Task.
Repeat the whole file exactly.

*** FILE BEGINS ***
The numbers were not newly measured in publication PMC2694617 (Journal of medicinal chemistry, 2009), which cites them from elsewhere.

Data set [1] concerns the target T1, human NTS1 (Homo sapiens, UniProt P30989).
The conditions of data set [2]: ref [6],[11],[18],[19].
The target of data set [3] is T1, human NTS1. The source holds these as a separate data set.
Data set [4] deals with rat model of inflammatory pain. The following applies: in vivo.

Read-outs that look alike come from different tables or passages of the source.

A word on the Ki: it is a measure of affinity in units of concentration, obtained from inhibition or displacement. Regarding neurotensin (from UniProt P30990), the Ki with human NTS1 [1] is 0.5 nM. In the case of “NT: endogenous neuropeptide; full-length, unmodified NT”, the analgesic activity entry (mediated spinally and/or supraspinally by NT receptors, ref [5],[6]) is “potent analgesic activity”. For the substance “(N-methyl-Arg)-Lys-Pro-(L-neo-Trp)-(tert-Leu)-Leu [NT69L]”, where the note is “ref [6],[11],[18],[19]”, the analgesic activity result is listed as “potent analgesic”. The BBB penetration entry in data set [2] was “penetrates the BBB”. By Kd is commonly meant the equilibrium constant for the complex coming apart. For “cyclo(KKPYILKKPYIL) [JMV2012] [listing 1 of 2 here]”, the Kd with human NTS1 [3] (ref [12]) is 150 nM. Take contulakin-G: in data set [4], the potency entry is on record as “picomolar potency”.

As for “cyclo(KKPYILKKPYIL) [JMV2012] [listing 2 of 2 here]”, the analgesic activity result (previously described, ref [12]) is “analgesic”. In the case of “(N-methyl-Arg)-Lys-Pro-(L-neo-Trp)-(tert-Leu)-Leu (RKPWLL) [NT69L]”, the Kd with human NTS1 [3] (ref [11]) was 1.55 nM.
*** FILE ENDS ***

The numbers were not newly measured in publication PMC2694617 (Journal of medicinal chemistry, 2009), which cites them from elsewhere.

Data set [1] concerns the target T1, human NTS1 (Homo sapiens, UniProt P30989).
The conditions of data set [2]: ref [6],[11],[18],[19].
The target of data set [3] is T1, human NTS1. The source holds these as a separate data set.
Data set [4] deals with rat model of inflammatory pain. The following applies: in vivo.

Read-outs that look alike come from different tables or passages of the source.

A word on the Ki: it is a measure of affinity in units of concentration, obtained from inhibition or displacement. Regarding neurotensin (from UniProt P30990), the Ki with human NTS1 [1] is 0.5 nM. In the case of “NT: endogenous neuropeptide; full-length, unmodified NT”, the analgesic activity entry (mediated spinally and/or supraspinally by NT receptors, ref [5],[6]) is “potent analgesic activity”. For the substance “(N-methyl-Arg)-Lys-Pro-(L-neo-Trp)-(tert-Leu)-Leu [NT69L]”, where the note is “ref [6],[11],[18],[19]”, the analgesic activity result is listed as “potent analgesic”. The BBB penetration entry in data set [2] was “penetrates the BBB”. By Kd is commonly meant the equilibrium constant for the complex coming apart. For “cyclo(KKPYILKKPYIL) [JMV2012] [listing 1 of 2 here]”, the Kd with human NTS1 [3] (ref [12]) is 150 nM. Take contulakin-G: in data set [4], the potency entry is on record as “picomolar potency”.

As for “cyclo(KKPYILKKPYIL) [JMV2012] [listing 2 of 2 here]”, the analgesic activity result (previously described, ref [12]) is “analgesic”. In the case of “(N-methyl-Arg)-Lys-Pro-(L-neo-Trp)-(tert-Leu)-Leu (RKPWLL) [NT69L]”, the Kd with human NTS1 [3] (ref [11]) was 1.55 nM.